Thus, we should take this Assarah BeTevet weekend as an opportunity to follow the path laid out by the Chatam Sofer and to take this day as a day of current prayer for our hopes of rebuilding. In addition to our yearly hopes of rebuilding the temple, our Jewish society, and our religious/cultural identity, we have the end of the exile of COVID and the loneliness of quarantine to pray for– tempered by the realization that much work lies ahead. Hopefully, as we shift towards the final phase of our current COVID lifestyle, we can utilize these calenderic reminders as a way to process the difficulty we are all experiencing now, and come next year, we will have new appreciation, understanding, and gratitude when we come together on Assarah BeTevet and, looking towards our past to inspire our future, pray together as a community. 


December 19th, 2020: Miketz

Often times, we’re so familiar with the biblical stories that, in anticipation of what is about to come, we don’t stop and reflect on what’s going on right now. When we read about Yosef being brought before Pharaoh to interpret his dreams, we all already know that Yosef will eventually become the viceroy to Egypt, bring his family down to meet him, and set the stage for the exile in Egypt and the rest of the bible. However, if we step on the breaks and take a moment to reflect on where we are in the biblical narrative, the events that unfold should strike us as unusual and unique. 

After successfully interpreting the dreams of his fellow prisoners, Yosef is brought to Pharaoh to interpret his dreams– something we all take for granted as logical, as Yosef is the great dream interpreter. But at this point in the Torah, we have only just been introduced to this idea of a prophetic dream interpretation! Since when is this a method of divine communication? Granted, we have a few prior cases of divine dreams– Avraham at the covenant of the parts, Lavan during his pursuit of Yaakov– but in all of those cases, there was no “interpretive” element involved! God directly appeared and communicated with the Avraham and with Lavan, albeit while they were sleeping. Since when does God communicate via elaborate charades– hinting to people their future via a complicated guessing game of symbolism? 

While Yosef might be the first biblical figure to primarily interface with God via dreams, he is certainly not the last. Just last week, we read the Hafotrah from the book of Zechariah. Zechariah, the last of the biblical prophets, exclusively communicates with God via symbolic dreams. Throughout the book of Zechariah, the prophet has confusing symbolic dreams and is helped to arrive at their proper interpretation via an assisting angel. By Zechariah, it is clear that God’s shift from direct communication to dreams foretells the imminent end of prophecy and decline of the Jewish people’s relationship with God. In other words, Zechariah, as the last prophet to manage any form of intimate relationship with God, experiences a much more diluted form of prophecy where he only sees vague images in a dream, and a third party– God’s angel– has to help him interpret it. Thus, we see that divine dreams are representative of God distancing himself and opting for an indirect form of communication.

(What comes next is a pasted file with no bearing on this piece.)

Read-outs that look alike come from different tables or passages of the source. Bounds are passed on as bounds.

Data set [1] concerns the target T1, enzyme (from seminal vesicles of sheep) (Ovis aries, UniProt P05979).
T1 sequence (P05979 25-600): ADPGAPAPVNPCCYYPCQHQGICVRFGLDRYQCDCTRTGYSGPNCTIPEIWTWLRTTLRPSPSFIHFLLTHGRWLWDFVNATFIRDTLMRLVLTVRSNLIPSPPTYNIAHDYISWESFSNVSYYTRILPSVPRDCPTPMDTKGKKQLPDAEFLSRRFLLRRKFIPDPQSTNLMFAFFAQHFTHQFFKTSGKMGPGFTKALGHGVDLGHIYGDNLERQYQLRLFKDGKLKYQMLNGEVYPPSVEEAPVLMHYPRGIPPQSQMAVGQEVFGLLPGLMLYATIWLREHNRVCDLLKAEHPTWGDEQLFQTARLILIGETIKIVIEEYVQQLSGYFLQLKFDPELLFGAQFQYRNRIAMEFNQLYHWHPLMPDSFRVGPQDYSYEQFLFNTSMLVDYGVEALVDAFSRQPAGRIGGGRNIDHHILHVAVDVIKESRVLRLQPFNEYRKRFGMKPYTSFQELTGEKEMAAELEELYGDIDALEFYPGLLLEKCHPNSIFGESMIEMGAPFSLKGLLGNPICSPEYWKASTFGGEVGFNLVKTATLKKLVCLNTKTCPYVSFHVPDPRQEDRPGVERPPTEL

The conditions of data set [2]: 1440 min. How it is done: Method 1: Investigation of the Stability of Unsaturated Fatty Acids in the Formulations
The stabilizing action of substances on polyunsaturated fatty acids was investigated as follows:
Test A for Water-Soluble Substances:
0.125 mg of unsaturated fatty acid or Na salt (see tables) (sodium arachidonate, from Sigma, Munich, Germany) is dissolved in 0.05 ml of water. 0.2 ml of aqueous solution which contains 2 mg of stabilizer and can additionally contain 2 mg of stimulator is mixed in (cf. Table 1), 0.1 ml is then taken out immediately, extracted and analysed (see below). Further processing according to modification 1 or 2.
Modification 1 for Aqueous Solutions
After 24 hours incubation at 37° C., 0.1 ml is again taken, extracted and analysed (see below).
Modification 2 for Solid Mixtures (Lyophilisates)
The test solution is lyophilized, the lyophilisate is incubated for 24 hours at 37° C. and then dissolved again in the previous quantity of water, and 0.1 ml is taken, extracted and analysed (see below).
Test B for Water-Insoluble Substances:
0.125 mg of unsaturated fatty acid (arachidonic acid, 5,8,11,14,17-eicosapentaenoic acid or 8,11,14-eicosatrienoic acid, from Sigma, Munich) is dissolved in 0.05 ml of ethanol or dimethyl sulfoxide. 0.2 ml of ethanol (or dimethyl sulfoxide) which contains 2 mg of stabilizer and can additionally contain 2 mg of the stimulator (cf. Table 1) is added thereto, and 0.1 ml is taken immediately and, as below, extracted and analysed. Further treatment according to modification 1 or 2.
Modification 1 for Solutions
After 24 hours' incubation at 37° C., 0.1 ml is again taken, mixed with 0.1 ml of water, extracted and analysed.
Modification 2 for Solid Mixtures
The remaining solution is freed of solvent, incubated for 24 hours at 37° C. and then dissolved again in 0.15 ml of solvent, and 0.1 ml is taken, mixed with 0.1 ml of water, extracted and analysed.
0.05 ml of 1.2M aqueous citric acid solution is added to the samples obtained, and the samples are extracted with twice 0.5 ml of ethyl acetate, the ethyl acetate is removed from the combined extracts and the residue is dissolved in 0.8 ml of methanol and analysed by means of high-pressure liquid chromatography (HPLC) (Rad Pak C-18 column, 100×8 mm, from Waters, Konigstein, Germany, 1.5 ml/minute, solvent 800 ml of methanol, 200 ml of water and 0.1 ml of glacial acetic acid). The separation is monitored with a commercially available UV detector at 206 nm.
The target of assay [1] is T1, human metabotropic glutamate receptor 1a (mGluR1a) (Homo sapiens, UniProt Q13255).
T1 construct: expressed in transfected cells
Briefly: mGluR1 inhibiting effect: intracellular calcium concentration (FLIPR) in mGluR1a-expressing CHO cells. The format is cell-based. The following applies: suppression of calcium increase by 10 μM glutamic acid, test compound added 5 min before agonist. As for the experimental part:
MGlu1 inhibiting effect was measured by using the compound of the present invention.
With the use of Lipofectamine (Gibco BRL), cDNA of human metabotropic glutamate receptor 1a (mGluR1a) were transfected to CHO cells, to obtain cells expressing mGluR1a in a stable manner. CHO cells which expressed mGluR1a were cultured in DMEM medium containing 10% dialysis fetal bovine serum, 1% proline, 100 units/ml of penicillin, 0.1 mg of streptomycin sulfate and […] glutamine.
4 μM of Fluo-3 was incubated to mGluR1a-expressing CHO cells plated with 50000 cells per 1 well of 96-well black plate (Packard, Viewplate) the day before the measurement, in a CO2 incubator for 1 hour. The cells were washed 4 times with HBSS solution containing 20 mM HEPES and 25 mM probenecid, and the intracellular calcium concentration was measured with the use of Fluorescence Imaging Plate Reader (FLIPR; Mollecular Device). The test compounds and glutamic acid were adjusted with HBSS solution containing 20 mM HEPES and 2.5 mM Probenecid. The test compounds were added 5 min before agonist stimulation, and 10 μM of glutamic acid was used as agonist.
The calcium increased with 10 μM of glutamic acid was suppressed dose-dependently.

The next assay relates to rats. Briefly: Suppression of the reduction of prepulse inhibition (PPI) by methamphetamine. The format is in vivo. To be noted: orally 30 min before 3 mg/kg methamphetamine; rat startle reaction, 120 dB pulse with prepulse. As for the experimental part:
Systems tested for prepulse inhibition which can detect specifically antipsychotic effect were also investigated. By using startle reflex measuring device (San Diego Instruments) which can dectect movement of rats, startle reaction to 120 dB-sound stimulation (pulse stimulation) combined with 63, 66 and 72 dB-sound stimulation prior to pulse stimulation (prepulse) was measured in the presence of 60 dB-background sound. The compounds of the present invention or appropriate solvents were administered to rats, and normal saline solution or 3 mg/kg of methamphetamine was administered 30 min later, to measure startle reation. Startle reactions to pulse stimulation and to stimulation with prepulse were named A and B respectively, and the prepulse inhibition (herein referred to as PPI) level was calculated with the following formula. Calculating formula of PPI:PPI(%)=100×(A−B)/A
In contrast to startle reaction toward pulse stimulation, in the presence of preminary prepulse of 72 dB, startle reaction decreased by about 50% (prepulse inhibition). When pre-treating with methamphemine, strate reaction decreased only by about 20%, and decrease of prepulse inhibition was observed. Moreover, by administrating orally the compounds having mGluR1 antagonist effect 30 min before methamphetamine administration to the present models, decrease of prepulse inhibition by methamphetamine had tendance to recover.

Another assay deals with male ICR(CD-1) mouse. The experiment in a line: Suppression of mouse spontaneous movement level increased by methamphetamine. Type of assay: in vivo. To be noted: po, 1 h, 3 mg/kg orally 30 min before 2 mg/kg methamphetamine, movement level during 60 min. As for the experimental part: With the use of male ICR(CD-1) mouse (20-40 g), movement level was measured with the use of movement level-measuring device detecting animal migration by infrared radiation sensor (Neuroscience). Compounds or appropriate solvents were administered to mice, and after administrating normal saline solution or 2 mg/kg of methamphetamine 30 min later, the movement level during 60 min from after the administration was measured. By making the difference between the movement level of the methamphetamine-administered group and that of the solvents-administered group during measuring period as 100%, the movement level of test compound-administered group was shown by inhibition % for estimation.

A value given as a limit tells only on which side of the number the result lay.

Similarly, I believe the emphasis on dreams here represents a monumental shift in Jewish history, and how the Jewish people communicate with God. Beginning with Yaakov already, dreams begin to play a more central role, as Yaakov has his famous dream with the ladder, only to later be followed up with another dream in Lavan’s house– this time, of sheep. By Yaakov, already, the Torah is indicating the beginnings of a shift in divine relationship and communication, as direct communication is still possible, but often supplanted by dreams. By the time we get to Yosef, though, there is no longer a possibility of direct communication with God, but rather, only opaque dreams. But why is God pulling back from the first family? Does Yosef not merit direct communication with God? 

Had God appeared to the tribes and said that Yosef will lead them, it seems hard to imagine that the brothers would have still objected and sold Yosef into slavery. Similarly, if Yosef had a communication from God that Egypt will experience famine, but Pharaoh never dreamt about it, Yosef would never have had an opportunity or platform to alert Pharaoh and prepare Egypt. In other words, while direct communication from God may express a closer relationship and intimacy with the divine, and thereby a more accurate and clear understanding and vision of the word of God, that clarity comes at the expense of human participation. By pulling back His presence and appearing through ambiguous dreams, God empowers the various actors in the biblical drama to take the steps and actions that will ultimately drive the story forward. Thus, we see an axiom emerge: the more God is actively involved, the less room there exists for man.